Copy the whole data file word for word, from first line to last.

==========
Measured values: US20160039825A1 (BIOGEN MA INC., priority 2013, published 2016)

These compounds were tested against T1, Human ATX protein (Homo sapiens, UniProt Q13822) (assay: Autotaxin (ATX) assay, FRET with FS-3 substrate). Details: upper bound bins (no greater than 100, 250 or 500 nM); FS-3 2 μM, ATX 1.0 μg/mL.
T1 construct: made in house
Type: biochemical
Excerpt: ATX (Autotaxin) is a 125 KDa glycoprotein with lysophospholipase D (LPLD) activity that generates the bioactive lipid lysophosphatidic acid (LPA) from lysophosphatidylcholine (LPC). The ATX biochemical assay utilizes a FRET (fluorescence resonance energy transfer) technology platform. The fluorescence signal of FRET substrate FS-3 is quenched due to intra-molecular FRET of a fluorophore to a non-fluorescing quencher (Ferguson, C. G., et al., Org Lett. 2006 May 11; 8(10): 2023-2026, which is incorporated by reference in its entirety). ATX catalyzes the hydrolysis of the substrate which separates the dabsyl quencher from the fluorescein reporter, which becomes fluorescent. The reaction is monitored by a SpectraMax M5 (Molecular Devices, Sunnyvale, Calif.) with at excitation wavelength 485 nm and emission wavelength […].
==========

Measured values: US20160039825A1 (BIOGEN MA INC., priority 2013, published 2016)

These compounds were tested against T1, Human ATX protein (Homo sapiens, UniProt Q13822) (assay: Autotaxin (ATX) assay, FRET with FS-3 substrate). Details: upper bound bins (no greater than 100, 250 or 500 nM); FS-3 2 μM, ATX 1.0 μg/mL.
T1 construct: made in house
Type: biochemical
Excerpt: ATX (Autotaxin) is a 125 KDa glycoprotein with lysophospholipase D (LPLD) activity that generates the bioactive lipid lysophosphatidic acid (LPA) from lysophosphatidylcholine (LPC). The ATX biochemical assay utilizes a FRET (fluorescence resonance energy transfer) technology platform. The fluorescence signal of FRET substrate FS-3 is quenched due to intra-molecular FRET of a fluorophore to a non-fluorescing quencher (Ferguson, C. G., et al., Org Lett. 2006 May 11; 8(10): 2023-2026, which is incorporated by reference in its entirety). ATX catalyzes the hydrolysis of the substrate which separates the dabsyl quencher from the fluorescein reporter, which becomes fluorescent. The reaction is monitored by a SpectraMax M5 (Molecular Devices, Sunnyvale, Calif.) with at excitation wavelength 485 nm and emission wavelength […].